Let's start with Java. Probably security issues have been addressed to a greater extent in Java than in any other programming language, and many unusual design decisions are due to security concerns. However, platform-independence (i.e. portability) were additional major forces driving the design of Java, and all of these motivate the decision to implement it using interpretation on an abstract machine. The concerns with security and portability are of course motivated by the use of the language over the internet, as is the use of threads for (psuedo-)concurrent execution. The use of APIs allows portability without sacrificing functionality, and in particular provides extensive support for interactive graphics, which of course is motivated by the way that the web is used.
The "ML" in HTML is for "Markup Language" not "Meta Language" as in the ML programming language, and HTML is not a programming language, but a language for describing multimedia content, originally in a way that is independent of the display device to be used, though later evolution of the language introduced many features that allow graphic designers to produce more pleasing layout for specific browsers. It would be interesting to survey all the effects that commercial competition had on HTML, but let it suffice to note that both MicroSoft and Netscape introduced non-standard features in an attempt to lock-in customers.
Perl is a language that fills a small but important niche in the internet world; it has many features that make it unsuitable for general purpose programming, such as being untyped and having weak modularity. But it is ideal for quickly writing relatively small translators, for example, into SQL, and it has been called "the duct tape of the internet." It is also notable that Perl is an open source effort, and has very high quality implementations and documentation. See Perl: The first postmodern computer language, by Larry Wall, the designer of Perl, for an amusing discussion. What is most interesting about this paper is not so much its content (which is a bit shallow and self-serving) as its style, which reflects a culture that is radically different from that associated (for example) with Ada or COBOL, which were designed and built with military sponsorship. Wall is part of what we might call "hacker culture," which tends towards doing "stuff `cause its cool," i.e., for fun, as opposed to defense contractor culture, which by necessity is more serious, since it must build software for systems that can kill people. As a linguistic note, the word "hacker" has been around at least since the 1960s with a meaning like that discussed above, but was "hijacked" in the 1990s by the media and given the radically different meaning of someone who does illegal and/or unethical programming. This usage grew out of the MIT AI Lab, along with many other amusing words and phrases, during a time of great excitement, exploration, wealth, and productivity. For example, "frobnicator" is a rough synonym for "hacker" (though without the connotation of high skill), derived from the verb "frob," which means to fool around with something, having no particular goal in mind. For more (much more!) on hacker language, see the Jargon File. I find it encouraging that there is a healthy computer science subculture that is freedom-oriented, public spirited, and somewhat rebellious, promoting open source software, in contrast to the culture of profit, of which Microsoft is perhaps an extreme case.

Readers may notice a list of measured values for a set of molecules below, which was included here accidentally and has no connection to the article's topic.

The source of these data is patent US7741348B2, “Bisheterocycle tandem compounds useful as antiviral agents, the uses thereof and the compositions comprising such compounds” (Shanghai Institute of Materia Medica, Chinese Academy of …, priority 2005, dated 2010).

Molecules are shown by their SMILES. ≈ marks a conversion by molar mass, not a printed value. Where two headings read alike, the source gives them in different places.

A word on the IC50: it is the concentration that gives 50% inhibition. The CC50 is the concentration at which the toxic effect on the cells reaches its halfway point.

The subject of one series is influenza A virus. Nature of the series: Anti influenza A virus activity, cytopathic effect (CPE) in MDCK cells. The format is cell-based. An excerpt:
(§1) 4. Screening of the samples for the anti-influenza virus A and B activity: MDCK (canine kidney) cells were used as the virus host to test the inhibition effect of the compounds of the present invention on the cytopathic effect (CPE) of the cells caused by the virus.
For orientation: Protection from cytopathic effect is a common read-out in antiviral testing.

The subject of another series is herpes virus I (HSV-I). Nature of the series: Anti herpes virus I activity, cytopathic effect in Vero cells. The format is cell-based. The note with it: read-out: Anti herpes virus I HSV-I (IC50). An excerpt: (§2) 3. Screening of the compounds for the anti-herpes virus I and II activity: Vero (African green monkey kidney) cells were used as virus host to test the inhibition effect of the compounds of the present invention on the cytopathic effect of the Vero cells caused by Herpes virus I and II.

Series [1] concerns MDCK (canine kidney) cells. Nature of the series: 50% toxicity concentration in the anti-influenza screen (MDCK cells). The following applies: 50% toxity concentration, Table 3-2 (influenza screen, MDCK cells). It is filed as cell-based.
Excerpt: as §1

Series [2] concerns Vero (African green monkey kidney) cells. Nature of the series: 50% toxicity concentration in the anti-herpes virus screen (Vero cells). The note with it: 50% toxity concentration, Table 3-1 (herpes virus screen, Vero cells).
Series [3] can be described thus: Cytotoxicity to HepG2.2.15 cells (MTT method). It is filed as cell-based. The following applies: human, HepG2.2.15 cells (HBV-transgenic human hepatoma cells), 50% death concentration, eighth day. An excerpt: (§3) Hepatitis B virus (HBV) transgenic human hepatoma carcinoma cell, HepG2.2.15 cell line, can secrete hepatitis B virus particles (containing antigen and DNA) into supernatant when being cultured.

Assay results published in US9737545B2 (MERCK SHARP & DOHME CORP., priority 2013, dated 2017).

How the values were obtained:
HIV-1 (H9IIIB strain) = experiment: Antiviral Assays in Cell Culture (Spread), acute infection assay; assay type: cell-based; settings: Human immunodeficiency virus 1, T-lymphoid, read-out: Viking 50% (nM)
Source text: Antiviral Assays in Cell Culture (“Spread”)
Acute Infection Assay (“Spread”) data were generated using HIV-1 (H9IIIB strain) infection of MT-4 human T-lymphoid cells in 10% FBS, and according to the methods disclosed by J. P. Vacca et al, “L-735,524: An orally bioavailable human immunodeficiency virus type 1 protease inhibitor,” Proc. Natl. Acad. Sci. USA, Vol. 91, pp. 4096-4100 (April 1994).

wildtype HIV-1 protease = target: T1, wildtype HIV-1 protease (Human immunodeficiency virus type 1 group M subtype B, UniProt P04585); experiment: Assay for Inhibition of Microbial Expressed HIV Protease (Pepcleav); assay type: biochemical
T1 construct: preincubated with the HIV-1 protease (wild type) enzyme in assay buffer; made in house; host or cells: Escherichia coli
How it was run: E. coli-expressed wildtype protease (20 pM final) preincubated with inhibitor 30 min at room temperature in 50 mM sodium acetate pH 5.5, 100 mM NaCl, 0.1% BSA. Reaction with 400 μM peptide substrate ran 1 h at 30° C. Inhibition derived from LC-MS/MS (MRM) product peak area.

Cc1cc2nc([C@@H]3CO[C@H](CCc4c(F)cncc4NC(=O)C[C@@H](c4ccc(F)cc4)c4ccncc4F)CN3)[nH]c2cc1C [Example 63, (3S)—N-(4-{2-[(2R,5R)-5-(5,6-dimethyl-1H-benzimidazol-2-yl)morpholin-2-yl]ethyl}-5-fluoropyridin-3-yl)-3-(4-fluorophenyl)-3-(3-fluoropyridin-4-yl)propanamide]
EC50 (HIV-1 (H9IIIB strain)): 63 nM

I suggest that you should now re-read the Preliminary Essay on Comparative Programming Linguistics, for its discussion of how intent and social context affect design. A major part of the social context for these languages is the commercial use of the world wide web, and the competition between MicroSoft and nearly everyone else, to provide software to support this. Another clash of note is that between the open source movement and the business culture.
For an overview which includes some historical information as well as the usual technical information, one good source is Programming the World Wide Web, by Robert Sebesta, Addison Wesley, 2002; there is nothing very deep or very original here, but you can get a feel for the current state of play.